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I’ve been working with clients to help them identify what makes them angry in order to reduce emotional eating. I don’t mean why specifically—becoming angry when a spouse is late for dinner or getting mad because a friend blabs a secret shared in confidence. I mean recognizing that reasons for anger fall into broad categories and knowing which ones trigger you in order to avoid emotional eating. (“Parenting: helping kids manage relationships” by Jenni Stahlmann and Jody Hagaman, Sarasota Herald Tribune, 11/26/18, accessed 11/28/18).
According to Stahlmann and Hagaman, we get angry for five reasons (they provide no source for them). Let’s look at how anger might be dealt with appropriately for each one.
Hence the term “hangry” (hungry plus angry). When we’re tired, we set ourselves up for life getting on our nerves and for being reactive. And, certainly if we have physical pain or discomfort, a small thing can set us off. The antidote is to watch your hunger and fatigue levels and try to reduce pain as much as possible to lessen vulnerability.
especially if it’s important, that we might become annoyed at having our focus broken. The key in this situation is to set clear, firm boundaries about interruptions as well as to assess the importance of it versus that of what you’re doing. Finishing a report on deadline is different than playing a computer game. Alternately, some interruptions are more important than others.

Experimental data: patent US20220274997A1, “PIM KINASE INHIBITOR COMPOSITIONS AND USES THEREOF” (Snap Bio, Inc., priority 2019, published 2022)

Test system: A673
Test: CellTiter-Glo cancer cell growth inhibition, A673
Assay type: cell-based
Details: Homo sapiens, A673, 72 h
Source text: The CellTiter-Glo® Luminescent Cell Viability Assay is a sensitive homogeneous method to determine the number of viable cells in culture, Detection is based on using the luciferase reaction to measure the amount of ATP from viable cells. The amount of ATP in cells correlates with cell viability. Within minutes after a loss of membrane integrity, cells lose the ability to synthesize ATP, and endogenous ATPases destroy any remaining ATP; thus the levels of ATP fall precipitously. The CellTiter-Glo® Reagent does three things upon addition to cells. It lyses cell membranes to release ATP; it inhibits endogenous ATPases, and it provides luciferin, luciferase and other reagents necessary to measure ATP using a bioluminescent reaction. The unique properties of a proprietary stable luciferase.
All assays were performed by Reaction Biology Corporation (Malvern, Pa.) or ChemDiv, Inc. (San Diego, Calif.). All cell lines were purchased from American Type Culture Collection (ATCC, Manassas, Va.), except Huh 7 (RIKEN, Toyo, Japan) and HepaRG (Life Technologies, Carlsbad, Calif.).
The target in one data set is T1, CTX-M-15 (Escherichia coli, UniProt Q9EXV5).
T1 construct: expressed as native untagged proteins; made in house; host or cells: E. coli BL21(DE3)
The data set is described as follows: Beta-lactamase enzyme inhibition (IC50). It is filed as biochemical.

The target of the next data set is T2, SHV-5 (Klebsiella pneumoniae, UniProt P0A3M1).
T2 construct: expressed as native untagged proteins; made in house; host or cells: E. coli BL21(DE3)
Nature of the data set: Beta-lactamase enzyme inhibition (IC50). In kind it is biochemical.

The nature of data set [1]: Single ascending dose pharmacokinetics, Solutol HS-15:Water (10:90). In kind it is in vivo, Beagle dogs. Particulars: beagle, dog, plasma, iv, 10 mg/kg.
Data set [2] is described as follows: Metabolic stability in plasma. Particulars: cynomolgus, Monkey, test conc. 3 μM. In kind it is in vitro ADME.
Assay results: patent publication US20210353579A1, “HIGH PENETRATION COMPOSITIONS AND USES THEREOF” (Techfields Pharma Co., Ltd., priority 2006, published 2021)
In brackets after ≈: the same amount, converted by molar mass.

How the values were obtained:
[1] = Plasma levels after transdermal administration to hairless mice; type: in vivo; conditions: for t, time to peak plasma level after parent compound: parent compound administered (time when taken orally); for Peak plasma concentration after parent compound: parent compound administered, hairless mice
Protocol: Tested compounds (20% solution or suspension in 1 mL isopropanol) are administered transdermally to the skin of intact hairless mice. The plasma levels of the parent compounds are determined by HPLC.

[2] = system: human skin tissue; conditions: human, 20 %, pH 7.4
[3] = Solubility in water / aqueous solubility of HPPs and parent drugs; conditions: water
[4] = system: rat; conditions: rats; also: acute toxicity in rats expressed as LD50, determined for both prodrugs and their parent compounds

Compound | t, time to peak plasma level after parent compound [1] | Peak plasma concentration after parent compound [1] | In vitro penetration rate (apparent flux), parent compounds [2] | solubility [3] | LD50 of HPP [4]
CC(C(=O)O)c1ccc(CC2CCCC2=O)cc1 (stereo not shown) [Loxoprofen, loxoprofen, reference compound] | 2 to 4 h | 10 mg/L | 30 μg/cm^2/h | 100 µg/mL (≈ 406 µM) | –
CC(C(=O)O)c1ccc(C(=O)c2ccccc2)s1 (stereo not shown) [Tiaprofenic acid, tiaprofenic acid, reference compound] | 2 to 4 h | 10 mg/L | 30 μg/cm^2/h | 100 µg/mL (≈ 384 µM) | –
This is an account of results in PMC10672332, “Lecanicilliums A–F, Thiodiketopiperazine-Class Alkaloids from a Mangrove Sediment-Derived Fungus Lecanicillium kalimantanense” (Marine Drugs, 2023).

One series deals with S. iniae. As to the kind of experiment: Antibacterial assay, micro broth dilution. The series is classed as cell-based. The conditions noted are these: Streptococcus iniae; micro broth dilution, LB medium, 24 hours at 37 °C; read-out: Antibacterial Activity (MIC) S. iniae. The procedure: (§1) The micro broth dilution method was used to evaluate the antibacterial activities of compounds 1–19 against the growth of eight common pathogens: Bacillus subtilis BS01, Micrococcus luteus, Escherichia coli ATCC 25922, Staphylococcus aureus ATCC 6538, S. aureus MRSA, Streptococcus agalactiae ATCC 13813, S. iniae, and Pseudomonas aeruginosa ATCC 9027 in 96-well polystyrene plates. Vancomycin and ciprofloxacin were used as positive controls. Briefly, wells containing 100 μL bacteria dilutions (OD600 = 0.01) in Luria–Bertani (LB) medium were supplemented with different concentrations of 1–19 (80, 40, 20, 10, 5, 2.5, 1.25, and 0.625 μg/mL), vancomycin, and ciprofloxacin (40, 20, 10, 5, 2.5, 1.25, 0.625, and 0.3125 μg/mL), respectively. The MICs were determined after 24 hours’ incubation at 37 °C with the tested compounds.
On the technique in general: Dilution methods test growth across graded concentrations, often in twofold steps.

channeled into anger. The larger the gap between what we hoped for and what we received, the more anger we might experience. If someone disappointments you repeatedly, anger is justified, but disappointment and anger also can come from setting expectations too high and unrealistically.
innate, appropriate response for self-protection and survival. However, though we ardently insist we’ve been treated unfairly, it may not be true. Some folks personalize every wrong and walk around with a permanent sense of injustice, seeing it everywhere.
automatic response to an immediate threat of physical or emotional danger. But fear may also come from unconsciously reacting to similar situations when we had reason to be scared but don’t need to be now. Just because we feel fear, doesn’t mean we need to. Fearful people may be more prone to anger and need to monitor this reaction.
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